Kill List

Susan Granger’s review of “Kill List” (IFC Midnight)

During this current worldwide recession, there are many out-of-work stories but few as repellent as what’s depicted in this British horror film which begins as a benign melodrama.
Middle-class suburbanites Jay (Neil Maskell) and his stay-at-home Swedish wife, Shel (MyAnna Buring), are hosting a small dinner party. Their guests are jocular Irishman Gal (Michael Smiley) and his furtive new girlfriend, Fiona (Emma Fryer), who surreptitiously scratches a mysterious symbol into the back of the bathroom mirror.  But tensions are running high, especially when Shel serves gravy in a Pyrex measuring cup. After all, it’s been eight months since confrontational Jay worked and their current lack of money is causing enough family discord to affect their seven year-old son Sam (Harry Simpson). So when his buddy Gal makes a job proposal, Jay can’t refuse.
It seems that what Jay does for a living is murder people. He’s a psychopathic assassin-for-hire, a mercenary. But his last job with Gal in Kiev went sour and shattered Jay’s nerves. That situation is not helped when they meet with their elderly employer (Struan Rodger) who hands them an unlikely three-man “kill list” and insists that their contract be signed in blood. Their first victim is a priest whose last words are “Thank you,” as each hit becomes more violently unnerving and depraved than the last.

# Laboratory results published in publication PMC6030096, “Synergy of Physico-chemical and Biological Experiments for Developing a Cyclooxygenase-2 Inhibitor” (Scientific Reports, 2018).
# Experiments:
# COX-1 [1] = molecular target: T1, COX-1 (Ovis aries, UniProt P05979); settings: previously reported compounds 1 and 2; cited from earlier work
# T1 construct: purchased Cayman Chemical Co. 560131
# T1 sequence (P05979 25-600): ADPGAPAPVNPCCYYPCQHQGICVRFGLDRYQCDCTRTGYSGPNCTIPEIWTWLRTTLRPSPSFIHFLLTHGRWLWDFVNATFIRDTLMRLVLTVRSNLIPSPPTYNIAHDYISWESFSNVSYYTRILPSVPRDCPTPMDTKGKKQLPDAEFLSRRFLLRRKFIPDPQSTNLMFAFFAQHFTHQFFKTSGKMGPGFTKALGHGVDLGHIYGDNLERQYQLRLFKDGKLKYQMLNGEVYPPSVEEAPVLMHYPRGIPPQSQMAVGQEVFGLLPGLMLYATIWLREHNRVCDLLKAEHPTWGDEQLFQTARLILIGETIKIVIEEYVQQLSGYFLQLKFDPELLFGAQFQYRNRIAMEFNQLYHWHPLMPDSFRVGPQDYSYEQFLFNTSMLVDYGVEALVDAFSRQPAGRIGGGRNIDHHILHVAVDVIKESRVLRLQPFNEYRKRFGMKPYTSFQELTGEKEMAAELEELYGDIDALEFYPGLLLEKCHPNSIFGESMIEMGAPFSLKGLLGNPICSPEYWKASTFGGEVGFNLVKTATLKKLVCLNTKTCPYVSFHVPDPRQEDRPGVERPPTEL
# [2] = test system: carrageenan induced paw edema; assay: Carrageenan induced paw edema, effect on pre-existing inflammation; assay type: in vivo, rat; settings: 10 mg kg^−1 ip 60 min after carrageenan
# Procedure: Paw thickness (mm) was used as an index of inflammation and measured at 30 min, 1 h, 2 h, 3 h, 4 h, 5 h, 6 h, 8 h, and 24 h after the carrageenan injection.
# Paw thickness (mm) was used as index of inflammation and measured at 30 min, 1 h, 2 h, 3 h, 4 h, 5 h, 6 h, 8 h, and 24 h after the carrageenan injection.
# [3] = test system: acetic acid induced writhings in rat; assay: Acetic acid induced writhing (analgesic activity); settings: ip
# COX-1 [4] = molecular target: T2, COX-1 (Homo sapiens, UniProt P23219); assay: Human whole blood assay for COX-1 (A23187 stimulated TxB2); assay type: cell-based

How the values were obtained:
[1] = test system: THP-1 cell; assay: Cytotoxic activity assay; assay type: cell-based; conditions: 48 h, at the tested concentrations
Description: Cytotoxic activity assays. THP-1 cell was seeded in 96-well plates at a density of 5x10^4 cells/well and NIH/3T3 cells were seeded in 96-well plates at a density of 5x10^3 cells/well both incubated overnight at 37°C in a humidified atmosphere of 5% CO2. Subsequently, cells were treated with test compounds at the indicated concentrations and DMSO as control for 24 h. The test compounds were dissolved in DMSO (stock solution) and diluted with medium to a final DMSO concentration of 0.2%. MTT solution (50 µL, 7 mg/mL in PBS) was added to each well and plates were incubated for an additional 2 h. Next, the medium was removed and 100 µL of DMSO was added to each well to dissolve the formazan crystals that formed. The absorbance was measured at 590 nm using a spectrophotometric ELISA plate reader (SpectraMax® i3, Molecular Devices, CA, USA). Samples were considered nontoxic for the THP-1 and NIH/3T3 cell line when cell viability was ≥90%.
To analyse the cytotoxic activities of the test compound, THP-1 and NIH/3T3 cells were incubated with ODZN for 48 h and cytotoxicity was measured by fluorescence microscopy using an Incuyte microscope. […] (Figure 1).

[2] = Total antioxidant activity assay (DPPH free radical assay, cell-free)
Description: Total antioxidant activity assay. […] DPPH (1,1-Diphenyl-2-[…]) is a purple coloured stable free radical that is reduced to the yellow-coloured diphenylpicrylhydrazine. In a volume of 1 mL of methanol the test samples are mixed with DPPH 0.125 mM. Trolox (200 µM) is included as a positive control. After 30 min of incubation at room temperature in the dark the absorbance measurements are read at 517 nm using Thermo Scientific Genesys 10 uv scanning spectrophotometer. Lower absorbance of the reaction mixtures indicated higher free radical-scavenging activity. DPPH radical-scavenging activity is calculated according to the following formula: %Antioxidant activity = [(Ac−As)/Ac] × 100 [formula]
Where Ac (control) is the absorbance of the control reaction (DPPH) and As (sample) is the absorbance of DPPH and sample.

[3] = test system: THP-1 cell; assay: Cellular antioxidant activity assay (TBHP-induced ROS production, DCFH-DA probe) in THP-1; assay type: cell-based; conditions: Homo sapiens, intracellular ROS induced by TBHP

Director Ben Wheatley (“Down Terrace”), who co-wrote the cryptic script with his wife Amy Jump, says, “It’s based around my dreams and nightmares, which includes being chased, being trapped in small places and, indeed, long and difficult dinner parties – all types of horror.”
Wheatley has also been greatly influenced by Robin Hardy’s 1973 cult classic “The Wicker Man” and its recent sequel, “The Wicker Tree,” involving paganism and chanting, along with nightmarish, quasi-religious rituals evoking twisted memories of William Friedkin’s “Rosemary’s Baby” and Stanley Kubrick’s “The Shining” and “Eyes Wide Shut.”
On the Granger Movie Gauge of 1 to 10, “Kill List” is an eerie, sinister, floundering 4, careening to a brutally bizarre, preposterous conclusion that’s definitely not for the squeamish.